One could perhaps argue that Roberts' writings did not reflect his personal views and were simply the arguments of a zealous advocate for a client. But the papers I have seen suggest otherwise.

During the Senate debates, for instance, Roberts wrote that the attorney general had to "get something out somewhere soon" [original emphasis] explaining the administration's position because the "frequent writings in this area by our adversaries have gone unanswered for too long." He called on the administration to take an "aggressive stance" against the changes to Section 2. When it was over and Section 2 had been amended, Roberts wrote that "we were burned."

...None of these statements absolutely proves that Roberts is hostile to expansive voting rights legislation, but as he wrote in his talking points for the attorney general, circumstantial evidence (rather than a "smoking gun") should be enough to prove intent.

And what, I ask, is not true in what Roberts wrote? And second, how does it show any hostility to voting rights?

Section 2, interpreted as Hasen prefers, has established a quota system, and this was recognized by Justices Burger, O'Connor, Powell, and Rehnquist in their concurring opinion (on different grounds) in Thornberg v. Gingles, 478 U.S. 30 (1986). It has led to a marked federal and judicial interference in state affairs (think of all the redistricting lawsuits brought nowadays - most are based on the Voting Rights Act); it has drastically altered local government affairs (among other things, it has been used by courts to force city and county governments to elect commissioners from specific districts rather than city or countywide - precisely to insure that the minority voters can be "packed" into one or two districts to guarantee that the quota of minority legislators is met. The effect of this is often to polarize local politics).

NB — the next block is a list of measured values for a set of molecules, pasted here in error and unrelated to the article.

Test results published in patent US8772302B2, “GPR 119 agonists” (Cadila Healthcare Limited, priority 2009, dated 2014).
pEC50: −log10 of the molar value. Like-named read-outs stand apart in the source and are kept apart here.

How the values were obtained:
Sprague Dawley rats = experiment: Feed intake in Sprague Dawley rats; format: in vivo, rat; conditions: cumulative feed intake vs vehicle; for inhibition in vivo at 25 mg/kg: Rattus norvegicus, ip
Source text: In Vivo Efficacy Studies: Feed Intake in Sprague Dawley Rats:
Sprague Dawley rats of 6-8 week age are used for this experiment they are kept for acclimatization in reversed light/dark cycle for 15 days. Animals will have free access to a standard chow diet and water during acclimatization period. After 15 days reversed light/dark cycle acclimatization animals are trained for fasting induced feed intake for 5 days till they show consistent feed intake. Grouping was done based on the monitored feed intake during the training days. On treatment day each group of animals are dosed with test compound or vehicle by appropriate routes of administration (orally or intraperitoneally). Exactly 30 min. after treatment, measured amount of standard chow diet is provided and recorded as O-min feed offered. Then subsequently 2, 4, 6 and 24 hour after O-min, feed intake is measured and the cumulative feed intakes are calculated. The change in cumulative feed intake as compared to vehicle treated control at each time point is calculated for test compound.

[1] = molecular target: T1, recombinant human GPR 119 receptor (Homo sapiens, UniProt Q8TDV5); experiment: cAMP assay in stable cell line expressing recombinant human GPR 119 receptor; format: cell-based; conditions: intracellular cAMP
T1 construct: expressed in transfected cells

Finally, the 1982 Amendments to the Voting Rights Act are contrary to the legislative process on which the country was founded, and for that reason they are constitutionally suspect: Justices Scalia and Thomas would hold them unconstitutional, (Holder v. Hall, 512 U.S. 874 (1994)).

And finally, the Attorney General should have gotten something out soon - there were unanswered attacks by their adversaries that were allowed to shape the debate and convince too many people that opposition to these provisions meant one was opposed to civil rights.

Let's hope, then, that these memos not only are Roberts' effort to zealously advocate, but also that they do represent his personal views.

And let us not allow people such as Professor Hasen to smear these views as somehow being anti-minority or against "voting rights."

Finally, Hasen quotes from a later Roberts memo in which he urged the Department of Justice to intervene in a case:

"it is critical that the Department participate in the developing process of giving meaning to the vague terms of the new section 2, and help courts avoid the outcomes we argued against and which the proponents of an amended section 2 assured us were never intended."

Just so. And it has been unfortunate for the country - particularly the political center - that Roberts advice wasn't heeded.